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March 27, 2016


  RISE heart; thy Lord is risen. Sing his praise
           Without delayes,
  Who takes thee by the hand, that thou likewise
           With him mayst rise:
  That, as his death calcined thee to dust,
  His life may make thee gold, and much more just.

  Awake, my lute, and struggle for thy part
           With all thy art
  The crosse taught all wood to resound his name
           Who bore the same.
  His stretched sinews taught all strings, what key
  Is best to celebrate this most high day.
  Confort both heart and lute, and twist a song
           Pleasant and long:
  Or since all musick is but three parts vied
           And multiplied;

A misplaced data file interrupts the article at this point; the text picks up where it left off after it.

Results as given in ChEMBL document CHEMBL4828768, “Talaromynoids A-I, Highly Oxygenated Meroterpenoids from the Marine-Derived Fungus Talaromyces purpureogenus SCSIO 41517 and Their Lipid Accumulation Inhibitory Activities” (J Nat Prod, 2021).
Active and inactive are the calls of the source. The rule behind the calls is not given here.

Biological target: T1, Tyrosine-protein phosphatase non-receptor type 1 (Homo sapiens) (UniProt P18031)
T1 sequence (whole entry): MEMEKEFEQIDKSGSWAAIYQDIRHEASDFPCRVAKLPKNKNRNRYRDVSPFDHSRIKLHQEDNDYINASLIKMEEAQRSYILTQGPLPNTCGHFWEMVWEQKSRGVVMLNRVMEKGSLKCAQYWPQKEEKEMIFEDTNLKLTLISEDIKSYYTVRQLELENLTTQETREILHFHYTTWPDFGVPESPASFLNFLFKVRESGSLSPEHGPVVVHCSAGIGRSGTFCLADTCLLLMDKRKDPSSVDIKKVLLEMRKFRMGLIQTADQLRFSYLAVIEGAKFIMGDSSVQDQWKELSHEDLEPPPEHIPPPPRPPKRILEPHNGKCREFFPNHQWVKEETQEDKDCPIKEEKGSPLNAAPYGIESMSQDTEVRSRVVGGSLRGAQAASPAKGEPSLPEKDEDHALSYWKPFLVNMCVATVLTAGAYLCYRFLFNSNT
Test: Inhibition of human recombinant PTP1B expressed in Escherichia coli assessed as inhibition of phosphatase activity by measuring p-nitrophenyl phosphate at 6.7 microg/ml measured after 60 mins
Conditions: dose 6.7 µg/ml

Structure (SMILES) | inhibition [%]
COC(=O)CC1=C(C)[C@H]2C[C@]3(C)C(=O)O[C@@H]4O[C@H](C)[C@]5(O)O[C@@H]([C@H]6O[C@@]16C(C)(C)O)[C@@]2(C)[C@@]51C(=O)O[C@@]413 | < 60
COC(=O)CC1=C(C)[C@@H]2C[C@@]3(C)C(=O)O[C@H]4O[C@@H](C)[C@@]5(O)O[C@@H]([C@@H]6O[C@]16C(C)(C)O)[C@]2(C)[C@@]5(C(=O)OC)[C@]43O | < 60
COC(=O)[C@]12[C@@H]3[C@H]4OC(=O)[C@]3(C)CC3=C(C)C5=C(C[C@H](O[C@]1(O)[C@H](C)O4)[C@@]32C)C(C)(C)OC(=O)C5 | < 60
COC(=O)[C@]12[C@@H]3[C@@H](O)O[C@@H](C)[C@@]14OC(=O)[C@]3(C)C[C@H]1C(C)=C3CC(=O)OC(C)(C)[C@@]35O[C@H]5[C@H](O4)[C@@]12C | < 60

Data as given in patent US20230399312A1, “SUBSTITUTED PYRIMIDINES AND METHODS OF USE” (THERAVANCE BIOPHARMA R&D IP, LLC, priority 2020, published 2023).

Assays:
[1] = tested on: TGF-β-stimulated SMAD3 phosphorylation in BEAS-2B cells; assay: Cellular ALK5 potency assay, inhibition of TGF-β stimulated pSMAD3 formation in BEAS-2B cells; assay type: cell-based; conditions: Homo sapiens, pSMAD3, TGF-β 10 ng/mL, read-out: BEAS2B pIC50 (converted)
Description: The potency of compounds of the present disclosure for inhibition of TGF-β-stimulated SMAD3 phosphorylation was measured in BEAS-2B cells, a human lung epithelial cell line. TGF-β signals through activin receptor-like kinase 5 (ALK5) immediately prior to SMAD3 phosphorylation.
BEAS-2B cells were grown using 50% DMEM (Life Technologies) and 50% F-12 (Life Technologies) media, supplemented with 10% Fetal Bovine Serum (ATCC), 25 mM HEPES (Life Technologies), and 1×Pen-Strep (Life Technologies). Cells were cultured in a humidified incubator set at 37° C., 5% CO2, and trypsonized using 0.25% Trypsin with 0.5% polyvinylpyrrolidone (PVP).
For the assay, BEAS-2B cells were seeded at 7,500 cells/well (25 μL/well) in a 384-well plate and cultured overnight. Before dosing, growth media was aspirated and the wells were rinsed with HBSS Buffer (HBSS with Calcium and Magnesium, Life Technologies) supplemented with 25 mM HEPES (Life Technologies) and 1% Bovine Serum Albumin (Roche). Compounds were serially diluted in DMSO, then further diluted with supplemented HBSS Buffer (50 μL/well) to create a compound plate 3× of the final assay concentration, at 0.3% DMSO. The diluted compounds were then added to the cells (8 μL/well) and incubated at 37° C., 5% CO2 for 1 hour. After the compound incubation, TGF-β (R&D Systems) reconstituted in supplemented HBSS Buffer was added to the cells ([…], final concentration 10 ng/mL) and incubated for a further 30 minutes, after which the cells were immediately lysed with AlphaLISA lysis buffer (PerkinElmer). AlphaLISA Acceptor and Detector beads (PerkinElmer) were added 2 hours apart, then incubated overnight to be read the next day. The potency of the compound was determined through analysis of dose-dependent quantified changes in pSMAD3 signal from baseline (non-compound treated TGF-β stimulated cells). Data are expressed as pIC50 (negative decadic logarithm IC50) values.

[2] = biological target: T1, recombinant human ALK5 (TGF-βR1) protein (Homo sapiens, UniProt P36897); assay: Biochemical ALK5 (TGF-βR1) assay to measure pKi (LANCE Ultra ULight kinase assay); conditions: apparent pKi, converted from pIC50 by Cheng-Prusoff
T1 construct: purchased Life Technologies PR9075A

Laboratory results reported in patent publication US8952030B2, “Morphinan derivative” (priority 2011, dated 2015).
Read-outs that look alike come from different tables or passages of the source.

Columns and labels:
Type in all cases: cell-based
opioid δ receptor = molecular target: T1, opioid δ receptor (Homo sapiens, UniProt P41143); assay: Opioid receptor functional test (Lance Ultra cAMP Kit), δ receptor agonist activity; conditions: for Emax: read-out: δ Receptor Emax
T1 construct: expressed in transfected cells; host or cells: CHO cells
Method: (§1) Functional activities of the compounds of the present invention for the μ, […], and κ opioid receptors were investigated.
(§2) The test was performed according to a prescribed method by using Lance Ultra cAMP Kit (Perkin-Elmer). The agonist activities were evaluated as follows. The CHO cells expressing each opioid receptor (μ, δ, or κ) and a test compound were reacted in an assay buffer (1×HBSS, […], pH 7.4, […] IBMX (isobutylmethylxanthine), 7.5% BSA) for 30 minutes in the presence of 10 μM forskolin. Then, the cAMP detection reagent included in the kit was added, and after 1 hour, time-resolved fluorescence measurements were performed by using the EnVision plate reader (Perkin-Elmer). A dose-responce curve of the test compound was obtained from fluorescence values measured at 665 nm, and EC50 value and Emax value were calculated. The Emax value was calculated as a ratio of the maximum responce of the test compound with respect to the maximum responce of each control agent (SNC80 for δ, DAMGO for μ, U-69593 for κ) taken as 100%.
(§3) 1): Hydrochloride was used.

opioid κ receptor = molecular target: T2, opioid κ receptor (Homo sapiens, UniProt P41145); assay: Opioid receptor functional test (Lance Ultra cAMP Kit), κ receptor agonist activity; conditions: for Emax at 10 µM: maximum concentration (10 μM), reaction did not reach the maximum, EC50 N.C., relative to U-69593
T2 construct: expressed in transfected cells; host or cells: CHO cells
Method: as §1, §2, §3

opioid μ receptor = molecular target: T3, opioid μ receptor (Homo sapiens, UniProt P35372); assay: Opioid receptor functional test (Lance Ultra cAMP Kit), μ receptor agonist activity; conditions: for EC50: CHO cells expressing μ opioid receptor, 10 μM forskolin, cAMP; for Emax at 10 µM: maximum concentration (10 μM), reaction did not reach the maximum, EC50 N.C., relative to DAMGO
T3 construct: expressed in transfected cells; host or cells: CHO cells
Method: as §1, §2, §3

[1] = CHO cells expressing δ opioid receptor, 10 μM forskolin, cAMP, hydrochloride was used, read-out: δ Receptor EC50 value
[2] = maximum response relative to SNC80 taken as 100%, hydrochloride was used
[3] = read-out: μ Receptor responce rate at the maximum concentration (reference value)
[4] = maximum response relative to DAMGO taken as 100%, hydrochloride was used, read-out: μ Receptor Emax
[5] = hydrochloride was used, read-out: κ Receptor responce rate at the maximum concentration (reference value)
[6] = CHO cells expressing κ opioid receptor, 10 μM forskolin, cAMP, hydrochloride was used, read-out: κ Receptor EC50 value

O let thy blessed Spirit bear a part,
  And make up our defects with his sweet art.

  I got me flowers to straw thy way;
  I got me boughs off many a tree:
  But thou wast up by break of day,
  And broughtst thy sweets along with thee.

  The Sunne arising in the East,
  Though he give light, and th’ East perfume;
  If they should offer to contest
  With thy arising, they presume.

  Can there be any day but this,
  Though many sunnes to shine endeavour?
  We count three hundred, but we misse:
  There is but one, and that one ever.


The Temple
George Herbert, The Works of George Herbert (London: George Routledge & Co., 1854), 34–35.

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